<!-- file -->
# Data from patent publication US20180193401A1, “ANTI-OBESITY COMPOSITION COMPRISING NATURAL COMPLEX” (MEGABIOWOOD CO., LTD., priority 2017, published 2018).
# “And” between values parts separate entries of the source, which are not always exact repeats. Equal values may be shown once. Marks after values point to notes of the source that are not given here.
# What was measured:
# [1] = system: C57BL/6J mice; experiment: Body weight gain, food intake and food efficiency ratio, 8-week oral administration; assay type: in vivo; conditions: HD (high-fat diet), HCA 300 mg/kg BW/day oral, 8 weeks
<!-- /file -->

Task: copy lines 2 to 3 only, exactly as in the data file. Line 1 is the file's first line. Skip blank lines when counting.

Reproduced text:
# “And” between values parts separate entries of the source, which are not always exact repeats. Equal values may be shown once. Marks after values point to notes of the source that are not given here.
# What was measured: